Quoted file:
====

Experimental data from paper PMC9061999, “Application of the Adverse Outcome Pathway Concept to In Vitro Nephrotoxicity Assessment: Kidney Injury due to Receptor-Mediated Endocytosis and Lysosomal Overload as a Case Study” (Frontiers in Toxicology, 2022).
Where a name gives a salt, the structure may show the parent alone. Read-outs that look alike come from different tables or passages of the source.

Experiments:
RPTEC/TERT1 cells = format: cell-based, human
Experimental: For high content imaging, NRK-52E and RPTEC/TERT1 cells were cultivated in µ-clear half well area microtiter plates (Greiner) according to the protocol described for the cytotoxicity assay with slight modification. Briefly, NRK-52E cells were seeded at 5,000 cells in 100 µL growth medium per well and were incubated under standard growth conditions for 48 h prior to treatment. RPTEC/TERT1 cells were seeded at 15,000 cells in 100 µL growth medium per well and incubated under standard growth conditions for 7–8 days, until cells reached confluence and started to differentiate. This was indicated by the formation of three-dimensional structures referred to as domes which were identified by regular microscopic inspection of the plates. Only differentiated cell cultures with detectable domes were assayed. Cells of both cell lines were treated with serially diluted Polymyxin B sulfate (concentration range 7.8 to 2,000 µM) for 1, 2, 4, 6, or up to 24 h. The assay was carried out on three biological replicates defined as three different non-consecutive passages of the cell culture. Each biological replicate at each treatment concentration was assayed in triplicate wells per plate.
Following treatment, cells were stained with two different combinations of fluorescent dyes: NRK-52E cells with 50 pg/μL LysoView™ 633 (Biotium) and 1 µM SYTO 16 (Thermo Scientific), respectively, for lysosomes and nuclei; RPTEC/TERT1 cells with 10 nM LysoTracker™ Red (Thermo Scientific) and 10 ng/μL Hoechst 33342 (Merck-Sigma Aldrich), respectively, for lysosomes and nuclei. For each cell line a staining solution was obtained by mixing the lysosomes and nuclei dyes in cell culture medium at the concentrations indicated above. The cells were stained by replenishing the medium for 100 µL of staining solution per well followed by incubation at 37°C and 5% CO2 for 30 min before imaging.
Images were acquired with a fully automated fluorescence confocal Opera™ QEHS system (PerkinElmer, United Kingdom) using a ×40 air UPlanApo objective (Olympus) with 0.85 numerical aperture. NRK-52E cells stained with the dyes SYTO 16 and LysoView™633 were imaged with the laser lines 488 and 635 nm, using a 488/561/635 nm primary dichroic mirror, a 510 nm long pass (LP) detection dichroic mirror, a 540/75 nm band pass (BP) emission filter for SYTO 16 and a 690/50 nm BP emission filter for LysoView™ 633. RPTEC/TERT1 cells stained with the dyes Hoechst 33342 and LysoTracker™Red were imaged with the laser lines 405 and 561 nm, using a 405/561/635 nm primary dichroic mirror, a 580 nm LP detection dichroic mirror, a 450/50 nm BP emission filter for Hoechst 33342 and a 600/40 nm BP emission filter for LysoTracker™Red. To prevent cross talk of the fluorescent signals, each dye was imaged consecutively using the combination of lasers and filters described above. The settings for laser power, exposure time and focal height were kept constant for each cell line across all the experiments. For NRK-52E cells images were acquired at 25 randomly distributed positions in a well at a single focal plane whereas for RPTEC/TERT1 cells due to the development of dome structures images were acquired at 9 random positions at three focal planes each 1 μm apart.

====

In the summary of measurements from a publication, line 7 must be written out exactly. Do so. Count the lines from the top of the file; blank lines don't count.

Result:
Images were acquired with a fully automated fluorescence confocal Opera™ QEHS system (PerkinElmer, United Kingdom) using a ×40 air UPlanApo objective (Olympus) with 0.85 numerical aperture. NRK-52E cells stained with the dyes SYTO 16 and LysoView™633 were imaged with the laser lines 488 and 635 nm, using a 488/561/635 nm primary dichroic mirror, a 510 nm long pass (LP) detection dichroic mirror, a 540/75 nm band pass (BP) emission filter for SYTO 16 and a 690/50 nm BP emission filter for LysoView™ 633. RPTEC/TERT1 cells stained with the dyes Hoechst 33342 and LysoTracker™Red were imaged with the laser lines 405 and 561 nm, using a 405/561/635 nm primary dichroic mirror, a 580 nm LP detection dichroic mirror, a 450/50 nm BP emission filter for Hoechst 33342 and a 600/40 nm BP emission filter for LysoTracker™Red. To prevent cross talk of the fluorescent signals, each dye was imaged consecutively using the combination of lasers and filters described above. The settings for laser power, exposure time and focal height were kept constant for each cell line across all the experiments. For NRK-52E cells images were acquired at 25 randomly distributed positions in a well at a single focal plane whereas for RPTEC/TERT1 cells due to the development of dome structures images were acquired at 9 random positions at three focal planes each 1 μm apart.